Pascal Gagneux

Associate Professor

Pascal Gagneux got his MS in population biology and his PhD on the population genetics of West African chimpanzees from Basel University, Switzerland. Dr. Gagneux did a Post-Doc with Dr. Ajit Varki at University of California San Diego, studying sialic acid biology and disease susceptibility in humans and chimpanzees. In 2003, Dr. Gagneux joined Dr. Alan Dixson’s group and worked on primate reproductive biology as a research scientist at the San Diego Zoo’s Center for Reproduction of Endangered Species. In 2007, Dr Gagneux joined the faculty of Cellular and Molecular Medicine at UC San Diego. Since 2008, Dr. Gagneux is Associate Director of the Center of Academic Research and Training in Anthropogeny (CARTA), an Organized Research Unit at UC San Diego. In that capacity, Dr. Gagneux also runs the Graduate Specialization in Anthropogeny, a unique transdisciplinary graduate specialization for PhD students from eight UC San Diego graduate program.  Dr. Gagneux brings his expertise in evolutionary biology, primatology and glycobiology to the Division of Comparative Pathology and Medicine of the Pathology Department at UC San Diego.


Education

Post Doc in Glycobiology Research and Training Center, University of California San Diego

Ph.D in Zoology, Basel University, Basel, Switzerland

MS in Population Biology, Basel University, Basel, Switzerland

The Gagneux lab studies the roles of glycans in reproduction and infection. Glycans are diverse and variable saccharide chains attached to proteins and lipids. Glycans can differ by species, individual, cell type, and even physiological state or developmental stage. Glycan variation influences many phenotypes: from cellular recognition during fertilization and development, to infection, immunity, and cancer. So far, we know little about the evolutionary forces that shape glycan variation. This is an important gap in our knowledge, because glycans are central to cellular recognition, and to human health and disease. 

As a paradigm of cellular recognition, we study how mammalian sperm interact with the female reproductive tract. In mammals, fertilization is internal and requires that sperm survive inside the female until they reach the egg. We aim to understand how sperm interact with the female and her immune system via their surface glycans. Our laboratory discovered the presence of neuraminidases (sialidases) on mammalian sperm and found their activity to be critical for sperm capacitation and fertilization. Studying how glycans promote female tolerance and allow fertilization promises new understanding of cellular recognition mechanisms and the molecular basis of reproductive incompatibility. Pathogens exploit glycans to gain entry into host cells. This conflict, and the measures that evolve in response, are visible in the diversity of host and pathogen glycan phenotypes. Viruses and bacteria often use glycan-binding proteins to recognize and attach to host tissues. In return, hosts cover their external surfaces with secreted mucins that can act as protective decoys. We documented how influenza A viruses use their neuraminidase during ingress to cleave sialic acid receptors from host decoy molecules (mucins) and we showed that neuramindase inhibitors potentiate the protective effect of sialic acid rich host mucins.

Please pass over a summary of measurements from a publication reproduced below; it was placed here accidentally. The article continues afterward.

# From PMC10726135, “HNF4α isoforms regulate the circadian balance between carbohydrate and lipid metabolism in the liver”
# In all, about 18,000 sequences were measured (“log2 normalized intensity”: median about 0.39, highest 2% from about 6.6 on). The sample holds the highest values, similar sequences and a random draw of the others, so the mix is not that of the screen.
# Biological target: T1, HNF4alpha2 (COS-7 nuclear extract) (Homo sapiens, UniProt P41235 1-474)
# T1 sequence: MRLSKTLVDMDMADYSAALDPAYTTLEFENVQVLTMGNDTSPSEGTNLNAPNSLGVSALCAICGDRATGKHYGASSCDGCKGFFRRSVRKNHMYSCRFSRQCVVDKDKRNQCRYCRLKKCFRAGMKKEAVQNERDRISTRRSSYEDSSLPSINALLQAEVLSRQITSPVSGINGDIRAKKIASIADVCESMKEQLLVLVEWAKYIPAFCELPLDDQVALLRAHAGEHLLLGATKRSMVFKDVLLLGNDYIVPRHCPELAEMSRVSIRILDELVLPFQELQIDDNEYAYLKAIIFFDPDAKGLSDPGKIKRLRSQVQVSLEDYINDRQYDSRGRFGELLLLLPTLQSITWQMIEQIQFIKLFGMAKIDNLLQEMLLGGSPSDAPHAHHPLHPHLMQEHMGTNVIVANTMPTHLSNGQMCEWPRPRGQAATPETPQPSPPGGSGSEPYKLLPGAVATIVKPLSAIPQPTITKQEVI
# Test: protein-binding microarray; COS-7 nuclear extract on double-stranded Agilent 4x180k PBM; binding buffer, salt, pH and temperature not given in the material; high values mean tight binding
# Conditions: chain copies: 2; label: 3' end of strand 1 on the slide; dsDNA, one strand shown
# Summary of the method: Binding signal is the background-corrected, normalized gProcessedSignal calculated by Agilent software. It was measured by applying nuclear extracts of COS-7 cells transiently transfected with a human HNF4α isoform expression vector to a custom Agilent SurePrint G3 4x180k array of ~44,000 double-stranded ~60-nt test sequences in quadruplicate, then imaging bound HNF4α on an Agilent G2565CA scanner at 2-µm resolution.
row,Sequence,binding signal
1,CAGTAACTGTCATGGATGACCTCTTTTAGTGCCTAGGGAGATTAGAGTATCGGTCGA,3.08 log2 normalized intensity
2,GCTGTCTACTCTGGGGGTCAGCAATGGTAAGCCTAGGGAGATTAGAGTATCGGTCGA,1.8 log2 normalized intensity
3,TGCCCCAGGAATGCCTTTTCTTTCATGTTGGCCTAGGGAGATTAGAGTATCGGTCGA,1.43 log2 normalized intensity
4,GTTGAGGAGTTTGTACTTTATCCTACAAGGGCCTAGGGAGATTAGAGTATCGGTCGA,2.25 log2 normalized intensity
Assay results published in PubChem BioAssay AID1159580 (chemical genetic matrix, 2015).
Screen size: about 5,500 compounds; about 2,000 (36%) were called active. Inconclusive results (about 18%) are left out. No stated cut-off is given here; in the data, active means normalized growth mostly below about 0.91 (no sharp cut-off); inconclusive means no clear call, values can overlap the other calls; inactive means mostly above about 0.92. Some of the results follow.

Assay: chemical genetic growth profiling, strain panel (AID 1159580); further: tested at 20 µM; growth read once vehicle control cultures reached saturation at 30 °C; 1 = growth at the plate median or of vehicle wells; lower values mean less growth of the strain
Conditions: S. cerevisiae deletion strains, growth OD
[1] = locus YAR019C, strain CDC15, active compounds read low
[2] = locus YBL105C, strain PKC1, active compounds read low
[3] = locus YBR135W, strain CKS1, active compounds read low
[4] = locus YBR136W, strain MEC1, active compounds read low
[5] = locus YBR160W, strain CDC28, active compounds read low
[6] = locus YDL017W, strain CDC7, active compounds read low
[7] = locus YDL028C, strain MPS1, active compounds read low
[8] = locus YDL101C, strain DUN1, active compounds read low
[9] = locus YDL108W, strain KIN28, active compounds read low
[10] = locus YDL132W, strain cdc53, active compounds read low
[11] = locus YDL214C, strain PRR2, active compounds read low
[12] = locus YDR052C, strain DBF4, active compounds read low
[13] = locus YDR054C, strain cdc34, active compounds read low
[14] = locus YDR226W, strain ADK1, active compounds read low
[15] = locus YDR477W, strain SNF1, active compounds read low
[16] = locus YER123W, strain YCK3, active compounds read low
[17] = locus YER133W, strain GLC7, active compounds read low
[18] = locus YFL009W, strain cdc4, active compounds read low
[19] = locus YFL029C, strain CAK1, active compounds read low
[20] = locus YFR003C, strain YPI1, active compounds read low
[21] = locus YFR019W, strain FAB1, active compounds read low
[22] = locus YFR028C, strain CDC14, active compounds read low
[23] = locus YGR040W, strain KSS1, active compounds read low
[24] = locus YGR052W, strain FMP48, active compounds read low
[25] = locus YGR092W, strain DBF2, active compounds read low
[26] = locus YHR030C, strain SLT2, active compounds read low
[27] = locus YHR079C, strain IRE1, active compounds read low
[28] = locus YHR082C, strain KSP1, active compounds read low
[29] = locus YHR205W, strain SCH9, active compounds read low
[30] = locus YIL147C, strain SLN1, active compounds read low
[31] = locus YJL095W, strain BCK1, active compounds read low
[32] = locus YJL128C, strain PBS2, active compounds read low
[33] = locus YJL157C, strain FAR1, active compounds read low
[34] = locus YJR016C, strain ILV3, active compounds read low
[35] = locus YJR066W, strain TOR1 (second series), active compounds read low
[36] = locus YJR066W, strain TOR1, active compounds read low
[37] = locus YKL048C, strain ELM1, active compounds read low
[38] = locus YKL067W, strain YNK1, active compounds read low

Glycans on microbes can be targeted by the host using an array of innate immune system lectins. Many microbes evolve surface glycans that mimic the form of host glycans to hide from host immune responses. The diversity and rapid evolution of glycans is likely an outcome of synergistic and antagonistic interactions during reproduction and infection. 

Ghaderi, D., Springer, S., Ma, F., Cohen, M., Secrest, P. ,Taylor, R., Varki, A., and Gagneux, P. 2011. Sexual selection by female immunity against paternal antigens can fix loss of function alleles. Proc. Natl. Acad. Sci. USA. 108(43):17743-8.

O’Bleness, M., Searles, V., Varki, A., Gagneux, P. and Sikela, J. 2012. Genetic and Genomic Features Unique to the Human Lineage. Nature Reviews Genetics 13, 853-866.

Ma, F., Wu, D., Deng, L., Secrest, P., Zhao, J., Varki, N., Lindheim, S and Gagneux, P. 2012 Sialidases on Mammalian Sperm Mediate Deciduous Sialylation During Capacitation. J Biol Chem. 287:38073-9.

Cohen M., Zhang XQ., Senaati HP., Chen HW., Varki N. Schooley, RT., Gagneux P. 2013. Influenza A penetrates host mucus by cleaving sialic acids with neuraminidase. Virology Journal 10:321.

Springer, A.S. and Gagneux. P. 2013 Glycan Evolution in Response to Collaboration, Conflict, and Constraint J Biol Chem. 288(10):6904-11.

Springer, S. Diaz, S., Gagneux, P. Independent Inactivation of Cmah and Loss of Neu5Gc in New World Primates. 2014.  Immunogenetics. Epub. Aug 16 Epub head of print.